How would you define “youth ministry”?
the “youth ministry working defination” is one of the most silliest things i’ve read… and I’m sure wanting to rant….but to stay on topic:
to me, “Youth Ministry” is preparing youth to be the adults and the adult UUs of the future.
Seems like there must be some PC statement generator on the web they might have pulled this off of. Or, could have gotten a better one from.
How about we challenge our youth and youth leaders to do something they don’t already agree with? I really don’t understand how ARAO work got to be equated with youth ministry. Don’t they realize it’s not 1995 anymore? I thought they were supposed to be on the cutting edge.
Why isn’t there anything about learning about our movement and finding there place within it? Is there anything at all in this statement that indicates it is uniquely Unitarian? If this is all they’re going to do, why don’t they just leave and join the Green Party?
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I suppose, as a teacher, I can weigh in on this. I consider what I do in the classroom to be a kind of ministry. I teach out of a love for the subject matter — writing — and a love for my students. There is a vertical dimension here — writing is something bigger than us; and a horizontal — me and the students.
But I don’t think of this teaching/ministry as necessarily preparing my students for something in the future. Publication, say (which could be an equivalent to adulthood referenced in the previous post). I think of what I do as connecting to who my students are right here, right now, and helping them learn who they are, and become most like themselves through writing. We strive toward an authentic voice on the page, their voice; we strive toward discovering the authentic intentions of their writing. Why do you write, I ask early on, and throughout the course, and then again at the end. Why do you write? It isn’t solely to “become” something or someone different. To stress the becoming sends a message that who they are now — their “being” — is not as worthy as it will be when they are done with my course. So writing is about discovering who they are, in part; of course, in that process of writing, and learning what writing can do, a growing process begins which does in fact change my students. So even as they are discovering who they are (being) they are acquiring new skills, ideas, and experiences which change them (becoming).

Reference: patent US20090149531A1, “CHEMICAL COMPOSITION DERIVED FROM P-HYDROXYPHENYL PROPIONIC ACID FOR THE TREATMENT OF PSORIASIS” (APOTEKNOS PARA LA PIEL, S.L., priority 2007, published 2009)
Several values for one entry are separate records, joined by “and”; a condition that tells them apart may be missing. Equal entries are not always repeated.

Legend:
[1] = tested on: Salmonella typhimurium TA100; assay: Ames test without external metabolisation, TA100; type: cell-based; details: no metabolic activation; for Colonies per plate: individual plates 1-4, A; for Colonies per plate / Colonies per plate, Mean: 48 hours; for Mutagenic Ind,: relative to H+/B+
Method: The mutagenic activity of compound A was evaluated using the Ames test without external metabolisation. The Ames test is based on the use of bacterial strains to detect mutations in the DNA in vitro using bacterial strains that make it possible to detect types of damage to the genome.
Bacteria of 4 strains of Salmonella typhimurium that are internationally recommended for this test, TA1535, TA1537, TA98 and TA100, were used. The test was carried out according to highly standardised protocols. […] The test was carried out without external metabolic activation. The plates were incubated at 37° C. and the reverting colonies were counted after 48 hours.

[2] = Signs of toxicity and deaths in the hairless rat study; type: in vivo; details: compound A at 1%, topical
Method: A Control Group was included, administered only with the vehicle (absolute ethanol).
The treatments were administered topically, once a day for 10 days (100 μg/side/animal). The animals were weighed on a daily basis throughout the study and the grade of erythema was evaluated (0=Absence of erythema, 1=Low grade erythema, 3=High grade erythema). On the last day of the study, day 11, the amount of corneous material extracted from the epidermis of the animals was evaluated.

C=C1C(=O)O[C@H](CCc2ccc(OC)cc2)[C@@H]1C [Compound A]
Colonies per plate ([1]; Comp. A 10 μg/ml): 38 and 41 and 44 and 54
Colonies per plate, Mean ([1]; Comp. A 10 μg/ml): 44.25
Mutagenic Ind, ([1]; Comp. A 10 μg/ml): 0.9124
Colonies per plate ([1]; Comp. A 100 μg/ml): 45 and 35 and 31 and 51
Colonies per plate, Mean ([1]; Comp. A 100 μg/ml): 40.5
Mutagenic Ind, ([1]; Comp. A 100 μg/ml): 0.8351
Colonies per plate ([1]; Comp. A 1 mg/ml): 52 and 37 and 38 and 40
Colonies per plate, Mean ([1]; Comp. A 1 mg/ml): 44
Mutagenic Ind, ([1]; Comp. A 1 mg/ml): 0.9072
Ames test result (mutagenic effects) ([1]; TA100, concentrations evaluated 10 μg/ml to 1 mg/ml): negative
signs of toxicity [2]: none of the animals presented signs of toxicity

And yeah, it does all start with love. It is amazing that this is so, even in a classroom, but it is.
StevenR — I agree that what you say can be a piece of youth ministry, although I’m also willing to welcome teens who just need a safe place at this stage in their lives, whether or not they stay in our tradition when they grow up.
chutney — You ask: “I really donâ€™t understand how A[nti] R[acism] A[anti] O[pression] work got to be equated with youth ministry.” I don’t have a definitive answer to your qeustion, but I can give a historical perspective. When Jen Devine became Youth Director at the UUA in 1997, she came into the job with a firm commitment to anti-racism work; a commitment which only deepend as she experienced just how racist (and classist) youth events could be at the denominational level. In her commitment to anti-racism and anti-oppression work at the denominational level, I think Jen and her successors lost sight of the differences between denominational youth programming, and youth ministry in local congregations — particularly (1) the fact that some local congregations have done a good job at addressing racism while others are in complete denial that racism still exists, and (2) the huge difference between denominational programming where you see a few motivated, relatively wealthy youth once or twice a year, and doing youth ministry week in and week out in a local congregation.
Jean — Thanks for an additional perspective; and yes, teaching can be a ministry. I disagree with equating publication with becoming an adult within a faith tradition — a better analogy would be around literacy: religious literacy, and knowing how to write well. I believe teachers, especially writing teachers, are indeed preparing young people for the future, for adulthood — while at the same time, like those in churches, they have to accept the young people exactly where they are now without thought of the future. I think it’s both-and, not either-or.